Maxim Vavilov discussed the effects of quantum disorder in Andreev

Billiards. These billiards consist of a small grain of normal state

material that is brought into contact with a superconducting

reservoir. These systems are realized, for example, by connecting a

quantum dot to a superconducting leads

Maxim first discussed the various energy scales that are relevant

for this problem. The largest energy scale is set by the (isotropic)

superconducting gap, Delta_sc, which implies perfect Andreev

reflection at the interface between the normal and superconducting

systems. The next smaller energy scale is set by the Thouless energy

E_T=hbar/tau_f where tau_f=L/v_F is the flight time of the

electrons, and L is the size of the normal state grain. Another

energy scale is set by E_g=hbar/tau_d where tau_d=tau_f*L/b is the

dwell time of the electrons, and b is the length of the interface

between the normal and superconducting systems. The last energy

scale is set by the mean level spacing, delta_I, of the normal state

system. The relative order of energy scales for the system that

Maxim studied is given by

Delta_sc >> E_T >> E_g >> delta_I

The objective of Maxim's work was to study the properties of the

electrons in the normal state grain, which are reflected in the

averaged density of states (DOS). Of particular interest is the

question of whether Andreev scattering off the interface leads to a

suppression of the normal state DOS at low energies. Maxim then

proceeded to outline a calculation using Random matrix theory (RMT) (see "Induced superconductivity distinguishes chaotic from integrable billiards", J. A. Melsen, P. W. Brouwer, K. M. Frahm, C. W. J. Beenakker Europhys. Lett. 35 (1996) 7) and a Gaussian Orthogonal Ensemble, which can be exactly solved in the

limit hbar/(tau_f * delta_I) -> 00. In this case, the DOS opens up a

hard gap at low energies up to an energy scale set by E_g, and

increases as DOS ~ sqrt(w - E_g) for energies w>E_g. At this point

Daniel Sheehy asked whether this result is achieved by averaging

over ensembles. Maxim answered that in the case he considered,

averaging over ensembles is equal to averaging over many energy

levels. Hence the RMT result should be valid for the average DOS of a

single normal grain.

Maxim then proceeded to outline a different calculation based on the

Eilenberger equations developed with Anatoly Larkin ("Quantum Disorder and Quantum Chaos in Andreev Billiards", M.G. Vavilov, A.I. Larkin, Phys. Rev. B 67, 115335 (2003)). This approach corresponds to the semiclassical approximation only if impurity scattering is not taken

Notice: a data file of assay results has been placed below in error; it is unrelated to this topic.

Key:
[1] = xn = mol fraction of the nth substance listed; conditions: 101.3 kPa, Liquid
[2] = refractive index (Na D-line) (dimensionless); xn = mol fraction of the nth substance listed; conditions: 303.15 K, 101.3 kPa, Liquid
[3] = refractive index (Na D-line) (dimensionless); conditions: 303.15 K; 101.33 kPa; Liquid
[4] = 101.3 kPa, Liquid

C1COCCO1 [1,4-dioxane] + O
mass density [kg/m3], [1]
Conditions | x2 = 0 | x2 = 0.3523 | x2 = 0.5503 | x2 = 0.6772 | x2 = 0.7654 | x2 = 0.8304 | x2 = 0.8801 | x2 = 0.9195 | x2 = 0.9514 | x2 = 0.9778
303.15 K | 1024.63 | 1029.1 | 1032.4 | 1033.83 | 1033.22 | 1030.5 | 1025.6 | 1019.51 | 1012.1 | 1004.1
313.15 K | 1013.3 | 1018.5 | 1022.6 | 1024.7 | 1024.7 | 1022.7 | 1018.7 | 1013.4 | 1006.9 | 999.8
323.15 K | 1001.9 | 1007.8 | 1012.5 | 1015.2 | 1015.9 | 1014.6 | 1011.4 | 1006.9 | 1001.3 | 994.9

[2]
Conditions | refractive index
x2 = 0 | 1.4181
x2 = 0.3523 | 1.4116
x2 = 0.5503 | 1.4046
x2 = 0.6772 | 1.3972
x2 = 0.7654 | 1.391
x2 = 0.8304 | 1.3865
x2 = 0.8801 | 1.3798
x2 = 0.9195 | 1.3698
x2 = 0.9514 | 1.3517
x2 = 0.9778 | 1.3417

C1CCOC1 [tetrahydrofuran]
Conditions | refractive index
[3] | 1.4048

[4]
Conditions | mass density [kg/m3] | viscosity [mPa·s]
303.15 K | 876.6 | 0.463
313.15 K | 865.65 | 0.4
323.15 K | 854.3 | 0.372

into account. Without disorder, this approach yields an averaged DOS

in the normal grain that is suppressed at low energies (below E_g),

but does not show a hard gap, in contrast to the results of the

random matrix theory. Finally, Maxim considered the effects of

disorder, as realized by a distribution of short range impurities.

In the limit of strong disorder, when the scattering time is

comparable with the dwell time, the Eilenberger approach recovers

the RMT result, and a hard gap opens in the DOS up to a frequency of

E_g. However, even in the case of weak disorder, a gap opens in the

DOS.

Daniel Sheehy asked whether the Andreev reflection at the interface

is perfect. Maxim answered that this is the case as long as the

superconducting gap is the largest energy scale in the problem, and

in particular, as long as Delta_sc >> E_T.

Andrey Chubukov asked whether this averaged DOS can be measured

experimentally. Maxim pointed out that in general, it can be

measured by studying quantum dots connected to superconducting

leads. However, the main experimental problem seems to be the

interface between the superconducting and normal state materials.

Finally, Maxim remarked that while his theory was developed for

two-dimensional grains, the effect might be more easily observable

in three dimensional systems.

## Friday, August 24, 2007

### Maxim Vavilov: Quantum Disorder in Andreev Billiards

Posted by Dirk Morr at 11:25 AM

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## 1 comment:

I wonder why I did not knew this before.... it was a good read. You are working on a very good blog.. I look forward to visit your blog again....

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